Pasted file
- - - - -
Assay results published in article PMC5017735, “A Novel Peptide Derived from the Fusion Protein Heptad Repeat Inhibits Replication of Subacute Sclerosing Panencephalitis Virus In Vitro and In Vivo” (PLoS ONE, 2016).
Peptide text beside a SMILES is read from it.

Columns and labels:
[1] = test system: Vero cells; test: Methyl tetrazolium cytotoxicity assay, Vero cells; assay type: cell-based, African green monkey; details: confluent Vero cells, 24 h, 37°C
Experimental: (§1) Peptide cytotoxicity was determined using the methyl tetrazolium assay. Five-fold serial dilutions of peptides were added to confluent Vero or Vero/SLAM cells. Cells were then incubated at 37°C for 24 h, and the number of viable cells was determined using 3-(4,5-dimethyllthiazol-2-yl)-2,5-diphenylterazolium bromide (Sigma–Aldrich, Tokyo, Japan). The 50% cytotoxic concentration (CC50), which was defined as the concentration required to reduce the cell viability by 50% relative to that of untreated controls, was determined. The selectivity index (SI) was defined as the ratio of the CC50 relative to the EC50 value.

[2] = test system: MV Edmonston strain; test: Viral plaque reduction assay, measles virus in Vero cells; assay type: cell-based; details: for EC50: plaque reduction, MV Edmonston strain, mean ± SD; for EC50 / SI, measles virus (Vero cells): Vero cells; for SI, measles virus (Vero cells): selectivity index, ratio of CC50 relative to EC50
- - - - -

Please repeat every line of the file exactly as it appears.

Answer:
Assay results published in article PMC5017735, “A Novel Peptide Derived from the Fusion Protein Heptad Repeat Inhibits Replication of Subacute Sclerosing Panencephalitis Virus In Vitro and In Vivo” (PLoS ONE, 2016).
Peptide text beside a SMILES is read from it.

Columns and labels:
[1] = test system: Vero cells; test: Methyl tetrazolium cytotoxicity assay, Vero cells; assay type: cell-based, African green monkey; details: confluent Vero cells, 24 h, 37°C
Experimental: (§1) Peptide cytotoxicity was determined using the methyl tetrazolium assay. Five-fold serial dilutions of peptides were added to confluent Vero or Vero/SLAM cells. Cells were then incubated at 37°C for 24 h, and the number of viable cells was determined using 3-(4,5-dimethyllthiazol-2-yl)-2,5-diphenylterazolium bromide (Sigma–Aldrich, Tokyo, Japan). The 50% cytotoxic concentration (CC50), which was defined as the concentration required to reduce the cell viability by 50% relative to that of untreated controls, was determined. The selectivity index (SI) was defined as the ratio of the CC50 relative to the EC50 value.

[2] = test system: MV Edmonston strain; test: Viral plaque reduction assay, measles virus in Vero cells; assay type: cell-based; details: for EC50: plaque reduction, MV Edmonston strain, mean ± SD; for EC50 / SI, measles virus (Vero cells): Vero cells; for SI, measles virus (Vero cells): selectivity index, ratio of CC50 relative to EC50